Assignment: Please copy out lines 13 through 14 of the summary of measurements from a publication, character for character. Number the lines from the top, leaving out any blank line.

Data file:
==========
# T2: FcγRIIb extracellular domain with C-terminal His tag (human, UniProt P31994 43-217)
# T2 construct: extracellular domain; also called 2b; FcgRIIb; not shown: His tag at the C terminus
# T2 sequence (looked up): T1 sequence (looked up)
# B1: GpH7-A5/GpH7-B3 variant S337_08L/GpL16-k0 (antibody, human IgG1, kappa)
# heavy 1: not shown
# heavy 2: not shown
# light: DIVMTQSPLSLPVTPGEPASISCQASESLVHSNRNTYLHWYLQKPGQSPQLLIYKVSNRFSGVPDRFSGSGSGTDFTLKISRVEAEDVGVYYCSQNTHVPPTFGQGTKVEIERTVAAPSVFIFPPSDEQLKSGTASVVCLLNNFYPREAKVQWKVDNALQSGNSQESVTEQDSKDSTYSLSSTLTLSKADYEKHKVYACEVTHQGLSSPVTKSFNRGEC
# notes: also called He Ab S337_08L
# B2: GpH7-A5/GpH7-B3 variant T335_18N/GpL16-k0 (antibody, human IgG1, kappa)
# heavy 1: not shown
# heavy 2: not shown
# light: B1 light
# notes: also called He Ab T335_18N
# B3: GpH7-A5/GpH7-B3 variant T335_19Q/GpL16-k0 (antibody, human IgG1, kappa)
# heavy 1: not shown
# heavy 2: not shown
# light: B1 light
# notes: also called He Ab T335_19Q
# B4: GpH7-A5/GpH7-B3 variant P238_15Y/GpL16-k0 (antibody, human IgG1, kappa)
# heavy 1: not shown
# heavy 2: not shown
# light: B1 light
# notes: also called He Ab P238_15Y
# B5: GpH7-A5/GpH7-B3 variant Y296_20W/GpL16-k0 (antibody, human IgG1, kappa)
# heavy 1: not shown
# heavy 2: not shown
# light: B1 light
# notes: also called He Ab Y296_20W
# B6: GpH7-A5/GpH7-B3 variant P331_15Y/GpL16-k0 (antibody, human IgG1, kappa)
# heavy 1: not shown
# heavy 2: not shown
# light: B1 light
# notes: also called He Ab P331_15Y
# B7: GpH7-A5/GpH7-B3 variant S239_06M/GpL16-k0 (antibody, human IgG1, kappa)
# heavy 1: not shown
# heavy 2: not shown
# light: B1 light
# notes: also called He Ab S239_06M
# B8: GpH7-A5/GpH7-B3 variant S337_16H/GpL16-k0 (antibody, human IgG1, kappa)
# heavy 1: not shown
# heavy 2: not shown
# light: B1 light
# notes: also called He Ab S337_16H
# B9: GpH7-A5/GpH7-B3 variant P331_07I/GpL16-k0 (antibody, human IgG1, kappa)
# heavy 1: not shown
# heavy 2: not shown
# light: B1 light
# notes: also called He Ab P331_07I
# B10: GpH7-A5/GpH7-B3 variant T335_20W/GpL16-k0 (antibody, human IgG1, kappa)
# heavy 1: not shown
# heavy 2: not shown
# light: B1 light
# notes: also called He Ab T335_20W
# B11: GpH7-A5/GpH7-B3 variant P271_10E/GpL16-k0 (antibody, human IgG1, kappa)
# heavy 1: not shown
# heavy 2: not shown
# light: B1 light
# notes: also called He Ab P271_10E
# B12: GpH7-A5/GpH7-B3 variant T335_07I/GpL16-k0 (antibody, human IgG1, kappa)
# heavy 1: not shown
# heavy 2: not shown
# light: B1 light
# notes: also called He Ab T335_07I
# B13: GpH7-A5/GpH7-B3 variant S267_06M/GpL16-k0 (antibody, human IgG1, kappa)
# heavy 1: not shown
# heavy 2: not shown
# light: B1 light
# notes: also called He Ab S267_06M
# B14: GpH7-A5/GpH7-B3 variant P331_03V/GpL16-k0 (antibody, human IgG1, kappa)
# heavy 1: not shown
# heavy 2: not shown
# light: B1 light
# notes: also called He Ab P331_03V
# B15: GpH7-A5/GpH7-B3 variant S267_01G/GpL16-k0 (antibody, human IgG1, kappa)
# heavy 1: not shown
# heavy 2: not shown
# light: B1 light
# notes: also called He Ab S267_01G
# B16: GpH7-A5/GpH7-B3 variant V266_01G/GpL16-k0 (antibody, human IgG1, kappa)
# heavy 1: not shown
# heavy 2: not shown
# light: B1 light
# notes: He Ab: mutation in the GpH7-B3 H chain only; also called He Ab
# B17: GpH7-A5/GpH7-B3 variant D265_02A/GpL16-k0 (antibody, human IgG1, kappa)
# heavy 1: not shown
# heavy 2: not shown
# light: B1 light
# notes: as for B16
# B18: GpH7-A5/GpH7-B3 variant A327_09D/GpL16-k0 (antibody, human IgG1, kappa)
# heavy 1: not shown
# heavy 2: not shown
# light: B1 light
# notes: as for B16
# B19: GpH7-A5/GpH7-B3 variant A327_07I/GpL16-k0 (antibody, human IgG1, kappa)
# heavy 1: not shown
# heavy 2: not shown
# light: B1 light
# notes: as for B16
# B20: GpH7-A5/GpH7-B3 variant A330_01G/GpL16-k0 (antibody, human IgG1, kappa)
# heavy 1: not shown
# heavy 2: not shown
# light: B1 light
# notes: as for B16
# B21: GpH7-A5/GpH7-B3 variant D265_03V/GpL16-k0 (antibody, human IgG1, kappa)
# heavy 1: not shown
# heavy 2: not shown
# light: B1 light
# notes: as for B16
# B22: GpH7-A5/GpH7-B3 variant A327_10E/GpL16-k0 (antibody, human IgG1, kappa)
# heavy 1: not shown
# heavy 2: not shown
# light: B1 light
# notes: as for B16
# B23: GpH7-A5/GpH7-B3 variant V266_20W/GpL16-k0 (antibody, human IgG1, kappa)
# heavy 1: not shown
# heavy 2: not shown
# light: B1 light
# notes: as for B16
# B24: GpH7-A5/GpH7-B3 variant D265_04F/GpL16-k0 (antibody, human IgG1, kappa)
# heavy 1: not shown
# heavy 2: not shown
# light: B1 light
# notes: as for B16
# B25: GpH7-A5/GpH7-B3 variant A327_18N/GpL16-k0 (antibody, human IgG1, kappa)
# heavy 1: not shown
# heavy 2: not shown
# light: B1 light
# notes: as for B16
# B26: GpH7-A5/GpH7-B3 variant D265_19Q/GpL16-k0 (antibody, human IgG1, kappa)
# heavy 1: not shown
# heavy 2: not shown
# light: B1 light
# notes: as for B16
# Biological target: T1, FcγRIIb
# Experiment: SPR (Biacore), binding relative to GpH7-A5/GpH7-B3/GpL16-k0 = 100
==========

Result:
# notes: also called He Ab T335_18N
# B3: GpH7-A5/GpH7-B3 variant T335_19Q/GpL16-k0 (antibody, human IgG1, kappa)